The $200 billion rental property sector not only pays no tax, but is actually getting refunds when it might fairly be contributing tax of $500 million to $900 million a year, says a report from the last meeting of the influential Tax Working Group.
The TWG calls widespread and growing tax minimisation using rental property investments, especially by top bracket taxpayers on the 39% tax rate, "the glaring hole in the current tax system".
Led by Victoria University, with input from the Treasury and Inland Revenue Departments, the TWG's latest report was issued Friday and all but rejects a capital gains tax on property as an option for New Zealand.
Instead, it turns its guns on the rental property sector with proposals to apply the so-called risk free rate of return method to assumed income from rental property, which the TWG estimates could be worth $500 million to $900 million in additional tax revenue every year.
"Recent data show that revenue from the approximately $200 billion rental property sector is negative and has trended downward since the introduction of the 39% tax rate in 2000," the working paper says.
"The glaring hole in the current tax system is the rental property sector. There are efficiency and equity problems with the different treatment of savings in the form of bank accounts, and savings in the form of rental property."
Under an RFRM tax, "rents from land would not be taxed, and other expenses relating to the investment would not be deductible, but a risk-free rate of return would be applied to the net equity in the property and included in taxable income".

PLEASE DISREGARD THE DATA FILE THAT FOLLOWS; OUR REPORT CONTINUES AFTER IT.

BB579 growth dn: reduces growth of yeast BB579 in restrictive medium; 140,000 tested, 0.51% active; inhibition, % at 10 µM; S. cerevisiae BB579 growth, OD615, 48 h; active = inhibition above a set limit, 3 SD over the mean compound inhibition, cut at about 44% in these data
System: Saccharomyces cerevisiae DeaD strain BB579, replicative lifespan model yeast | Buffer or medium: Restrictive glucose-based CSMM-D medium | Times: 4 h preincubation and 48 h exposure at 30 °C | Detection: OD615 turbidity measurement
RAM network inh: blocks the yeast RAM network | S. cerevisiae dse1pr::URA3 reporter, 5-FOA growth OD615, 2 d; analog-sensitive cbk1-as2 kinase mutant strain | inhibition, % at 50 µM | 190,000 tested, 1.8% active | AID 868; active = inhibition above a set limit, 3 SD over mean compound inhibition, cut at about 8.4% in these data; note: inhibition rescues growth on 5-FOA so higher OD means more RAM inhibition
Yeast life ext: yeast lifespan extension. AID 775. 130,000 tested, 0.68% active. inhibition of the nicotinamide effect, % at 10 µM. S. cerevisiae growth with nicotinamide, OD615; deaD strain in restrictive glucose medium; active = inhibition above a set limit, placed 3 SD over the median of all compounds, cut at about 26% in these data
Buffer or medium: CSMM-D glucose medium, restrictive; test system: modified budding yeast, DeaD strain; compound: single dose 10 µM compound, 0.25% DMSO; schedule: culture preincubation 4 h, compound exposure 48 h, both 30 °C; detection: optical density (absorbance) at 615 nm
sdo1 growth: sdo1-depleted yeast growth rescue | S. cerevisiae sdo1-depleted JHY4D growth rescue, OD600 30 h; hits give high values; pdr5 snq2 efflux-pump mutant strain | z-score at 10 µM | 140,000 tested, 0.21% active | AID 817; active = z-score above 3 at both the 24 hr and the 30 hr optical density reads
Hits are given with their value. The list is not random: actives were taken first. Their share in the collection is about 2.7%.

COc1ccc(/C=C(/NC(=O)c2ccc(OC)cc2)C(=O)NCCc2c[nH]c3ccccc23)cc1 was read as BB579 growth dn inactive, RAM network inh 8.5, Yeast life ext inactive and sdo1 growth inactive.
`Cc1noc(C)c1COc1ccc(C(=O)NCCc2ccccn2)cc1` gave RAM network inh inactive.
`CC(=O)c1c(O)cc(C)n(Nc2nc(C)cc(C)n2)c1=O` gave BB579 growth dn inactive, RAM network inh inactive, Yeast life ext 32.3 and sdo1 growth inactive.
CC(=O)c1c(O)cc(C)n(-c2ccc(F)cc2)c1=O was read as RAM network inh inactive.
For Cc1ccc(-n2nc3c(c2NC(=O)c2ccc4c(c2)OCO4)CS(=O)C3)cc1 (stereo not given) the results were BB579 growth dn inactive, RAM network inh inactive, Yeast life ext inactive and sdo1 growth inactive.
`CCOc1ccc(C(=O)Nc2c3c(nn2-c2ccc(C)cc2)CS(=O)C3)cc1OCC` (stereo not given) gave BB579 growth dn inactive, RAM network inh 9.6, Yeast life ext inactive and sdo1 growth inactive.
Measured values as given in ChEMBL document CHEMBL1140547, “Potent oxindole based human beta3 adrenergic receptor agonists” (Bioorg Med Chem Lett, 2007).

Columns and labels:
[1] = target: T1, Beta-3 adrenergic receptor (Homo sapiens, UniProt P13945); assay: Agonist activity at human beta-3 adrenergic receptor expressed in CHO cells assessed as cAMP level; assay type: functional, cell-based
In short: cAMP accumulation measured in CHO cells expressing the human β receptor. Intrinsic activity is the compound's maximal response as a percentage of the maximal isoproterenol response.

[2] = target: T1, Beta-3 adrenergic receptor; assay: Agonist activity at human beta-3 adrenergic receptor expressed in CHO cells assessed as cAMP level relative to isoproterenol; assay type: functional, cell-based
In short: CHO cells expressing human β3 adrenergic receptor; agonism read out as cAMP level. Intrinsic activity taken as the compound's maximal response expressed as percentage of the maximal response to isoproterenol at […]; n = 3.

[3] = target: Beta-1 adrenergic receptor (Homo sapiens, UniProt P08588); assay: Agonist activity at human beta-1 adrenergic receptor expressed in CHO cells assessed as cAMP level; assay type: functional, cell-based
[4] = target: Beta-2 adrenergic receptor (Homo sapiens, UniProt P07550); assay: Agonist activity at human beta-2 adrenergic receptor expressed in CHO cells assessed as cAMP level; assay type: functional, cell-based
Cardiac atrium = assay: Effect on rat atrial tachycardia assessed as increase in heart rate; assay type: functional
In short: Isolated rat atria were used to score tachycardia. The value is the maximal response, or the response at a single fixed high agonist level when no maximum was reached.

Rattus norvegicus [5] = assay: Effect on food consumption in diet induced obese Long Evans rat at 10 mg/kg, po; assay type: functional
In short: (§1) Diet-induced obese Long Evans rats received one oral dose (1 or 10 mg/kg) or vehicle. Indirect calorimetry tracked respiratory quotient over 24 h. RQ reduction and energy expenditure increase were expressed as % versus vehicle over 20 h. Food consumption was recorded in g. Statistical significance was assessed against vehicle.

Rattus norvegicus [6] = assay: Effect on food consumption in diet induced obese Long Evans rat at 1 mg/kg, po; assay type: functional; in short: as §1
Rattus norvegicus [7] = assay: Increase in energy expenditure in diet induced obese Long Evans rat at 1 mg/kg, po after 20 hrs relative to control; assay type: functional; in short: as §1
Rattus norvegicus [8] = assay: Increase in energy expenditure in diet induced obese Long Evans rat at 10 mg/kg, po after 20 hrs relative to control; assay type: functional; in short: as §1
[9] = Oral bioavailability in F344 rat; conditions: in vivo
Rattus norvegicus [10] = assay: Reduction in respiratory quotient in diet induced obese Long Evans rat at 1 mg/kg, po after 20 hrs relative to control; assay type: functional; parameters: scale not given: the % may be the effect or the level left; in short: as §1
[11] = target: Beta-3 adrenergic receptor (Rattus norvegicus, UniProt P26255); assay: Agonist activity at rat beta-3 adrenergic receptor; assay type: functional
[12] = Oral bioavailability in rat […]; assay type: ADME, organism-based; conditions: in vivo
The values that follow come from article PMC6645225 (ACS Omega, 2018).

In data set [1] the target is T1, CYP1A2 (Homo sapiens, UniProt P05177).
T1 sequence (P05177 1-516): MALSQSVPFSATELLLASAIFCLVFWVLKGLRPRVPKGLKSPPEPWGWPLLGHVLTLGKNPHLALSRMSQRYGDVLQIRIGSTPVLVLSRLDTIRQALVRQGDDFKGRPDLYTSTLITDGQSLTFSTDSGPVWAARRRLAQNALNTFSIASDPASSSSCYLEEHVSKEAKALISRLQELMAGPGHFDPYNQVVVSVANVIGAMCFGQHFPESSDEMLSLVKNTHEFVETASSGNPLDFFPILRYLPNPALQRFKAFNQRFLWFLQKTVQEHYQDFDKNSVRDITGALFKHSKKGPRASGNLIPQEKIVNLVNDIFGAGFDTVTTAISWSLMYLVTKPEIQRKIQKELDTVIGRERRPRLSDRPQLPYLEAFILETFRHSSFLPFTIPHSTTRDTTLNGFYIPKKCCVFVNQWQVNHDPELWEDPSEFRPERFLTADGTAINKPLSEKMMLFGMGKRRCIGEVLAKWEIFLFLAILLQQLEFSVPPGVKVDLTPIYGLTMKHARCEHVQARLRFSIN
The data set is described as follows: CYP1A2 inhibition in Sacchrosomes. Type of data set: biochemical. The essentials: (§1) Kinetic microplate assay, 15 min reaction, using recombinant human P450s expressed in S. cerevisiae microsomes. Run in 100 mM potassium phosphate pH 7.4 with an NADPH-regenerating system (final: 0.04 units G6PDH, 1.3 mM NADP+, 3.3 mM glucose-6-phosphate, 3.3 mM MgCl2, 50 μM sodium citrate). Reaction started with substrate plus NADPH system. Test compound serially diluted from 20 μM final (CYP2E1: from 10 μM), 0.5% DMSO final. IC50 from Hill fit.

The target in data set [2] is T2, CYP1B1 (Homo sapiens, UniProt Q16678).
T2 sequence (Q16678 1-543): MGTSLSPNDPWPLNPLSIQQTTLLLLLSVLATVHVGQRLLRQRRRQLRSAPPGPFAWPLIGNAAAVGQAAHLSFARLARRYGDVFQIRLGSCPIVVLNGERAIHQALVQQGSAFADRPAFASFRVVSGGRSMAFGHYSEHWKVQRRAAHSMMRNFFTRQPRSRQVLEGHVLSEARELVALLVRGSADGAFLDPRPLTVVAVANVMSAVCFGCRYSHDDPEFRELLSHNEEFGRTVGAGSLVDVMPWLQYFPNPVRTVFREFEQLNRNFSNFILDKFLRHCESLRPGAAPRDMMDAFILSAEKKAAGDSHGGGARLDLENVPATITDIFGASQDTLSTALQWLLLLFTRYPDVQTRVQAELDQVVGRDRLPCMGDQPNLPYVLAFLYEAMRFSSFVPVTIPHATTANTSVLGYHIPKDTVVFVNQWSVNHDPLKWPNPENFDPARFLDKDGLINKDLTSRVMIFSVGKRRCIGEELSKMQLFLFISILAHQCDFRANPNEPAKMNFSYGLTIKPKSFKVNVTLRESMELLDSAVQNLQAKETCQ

This approach would not work if a capital gains tax were introduced, but if such a tax was rejected, then "the TWG considers that the RFRM for rental properties is an option worth considering".
The downsides would be the potential for rents to rise and hurt low income renters to meet new tax obligations; lower property values; the potential to make debt-funded rental property investment more attractive than equity-funded; and tax being payable on loss-making properties.
Applying such a tax only to rental properties might also encourage further personal home ownership as a preferred investment by New Zealanders.
The working group paper on the RFRM proposed, prepared jointly by the IRD and Treasury, also suggests $1.3 billion a year in tax is not being collected because of the questionable practice of allowing depreciation deductions for buildings.
While buildings were a normal business expense and should perhaps be depreciable for consistency's sake, the group noted that only industrial buildings are allowed to depreciate under United Kingdom tax rules.
The group identified an alternative option as ring-fencing losses on rental property and making them non-deductible against other income, although previous ring-fencing attempts had proven "reasonably easy to circumvent".
Along with a land tax, such a tax on rental property could go a long way to creating the substantial new sources of income the government requires to help fix looming Budget deficits, without seriously distorting economic activity.
A rental properties tax might also potentially discourage speculation in residential property, which is commonly blamed for imbalances in New Zealanders' savings and investment habits that lead to high foreign indebtedness.
The TWG's land tax paper suggests between $160 million and $460 million could be collected in land tax applied at a rate as low as 0.1% of capital value.
The group has a day-long conference scheduled in December, and its final report is expected to have influence on government deliberations on tax reform, which Prime Minister John Key has signalled is one of his government's top six economic policy priorities.comments powered by Disqus